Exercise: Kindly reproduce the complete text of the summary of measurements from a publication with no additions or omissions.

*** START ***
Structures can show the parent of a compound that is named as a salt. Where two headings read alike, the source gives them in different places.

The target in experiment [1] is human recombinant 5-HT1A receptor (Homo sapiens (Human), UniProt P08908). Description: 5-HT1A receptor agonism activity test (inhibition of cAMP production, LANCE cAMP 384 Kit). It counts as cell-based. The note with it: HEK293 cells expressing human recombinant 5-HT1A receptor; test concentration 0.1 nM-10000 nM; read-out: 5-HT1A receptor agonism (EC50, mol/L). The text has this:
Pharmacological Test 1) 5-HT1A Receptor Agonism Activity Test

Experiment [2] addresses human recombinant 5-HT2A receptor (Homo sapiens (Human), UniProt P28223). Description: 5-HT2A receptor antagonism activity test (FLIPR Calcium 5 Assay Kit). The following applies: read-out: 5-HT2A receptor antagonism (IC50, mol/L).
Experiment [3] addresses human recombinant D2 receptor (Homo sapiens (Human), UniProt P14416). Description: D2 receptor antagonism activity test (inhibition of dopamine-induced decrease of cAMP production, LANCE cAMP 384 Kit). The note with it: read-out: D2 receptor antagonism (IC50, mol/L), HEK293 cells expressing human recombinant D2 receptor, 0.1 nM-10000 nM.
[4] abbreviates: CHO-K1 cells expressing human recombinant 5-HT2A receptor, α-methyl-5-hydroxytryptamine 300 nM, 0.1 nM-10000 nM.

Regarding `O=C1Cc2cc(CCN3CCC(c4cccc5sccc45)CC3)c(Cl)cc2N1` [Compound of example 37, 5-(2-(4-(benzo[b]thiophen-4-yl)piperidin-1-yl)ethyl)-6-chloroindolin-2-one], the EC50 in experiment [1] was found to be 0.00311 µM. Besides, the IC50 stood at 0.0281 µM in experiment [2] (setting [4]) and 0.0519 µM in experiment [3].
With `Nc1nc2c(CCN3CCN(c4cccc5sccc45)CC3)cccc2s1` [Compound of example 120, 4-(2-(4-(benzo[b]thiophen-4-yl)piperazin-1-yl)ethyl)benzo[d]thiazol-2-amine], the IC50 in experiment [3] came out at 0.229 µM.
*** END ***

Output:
Structures can show the parent of a compound that is named as a salt. Where two headings read alike, the source gives them in different places.

The target in experiment [1] is human recombinant 5-HT1A receptor (Homo sapiens (Human), UniProt P08908). Description: 5-HT1A receptor agonism activity test (inhibition of cAMP production, LANCE cAMP 384 Kit). It counts as cell-based. The note with it: HEK293 cells expressing human recombinant 5-HT1A receptor; test concentration 0.1 nM-10000 nM; read-out: 5-HT1A receptor agonism (EC50, mol/L). The text has this:
Pharmacological Test 1) 5-HT1A Receptor Agonism Activity Test

Experiment [2] addresses human recombinant 5-HT2A receptor (Homo sapiens (Human), UniProt P28223). Description: 5-HT2A receptor antagonism activity test (FLIPR Calcium 5 Assay Kit). The following applies: read-out: 5-HT2A receptor antagonism (IC50, mol/L).
Experiment [3] addresses human recombinant D2 receptor (Homo sapiens (Human), UniProt P14416). Description: D2 receptor antagonism activity test (inhibition of dopamine-induced decrease of cAMP production, LANCE cAMP 384 Kit). The note with it: read-out: D2 receptor antagonism (IC50, mol/L), HEK293 cells expressing human recombinant D2 receptor, 0.1 nM-10000 nM.
[4] abbreviates: CHO-K1 cells expressing human recombinant 5-HT2A receptor, α-methyl-5-hydroxytryptamine 300 nM, 0.1 nM-10000 nM.

Regarding `O=C1Cc2cc(CCN3CCC(c4cccc5sccc45)CC3)c(Cl)cc2N1` [Compound of example 37, 5-(2-(4-(benzo[b]thiophen-4-yl)piperidin-1-yl)ethyl)-6-chloroindolin-2-one], the EC50 in experiment [1] was found to be 0.00311 µM. Besides, the IC50 stood at 0.0281 µM in experiment [2] (setting [4]) and 0.0519 µM in experiment [3].
With `Nc1nc2c(CCN3CCN(c4cccc5sccc45)CC3)cccc2s1` [Compound of example 120, 4-(2-(4-(benzo[b]thiophen-4-yl)piperazin-1-yl)ethyl)benzo[d]thiazol-2-amine], the IC50 in experiment [3] came out at 0.229 µM.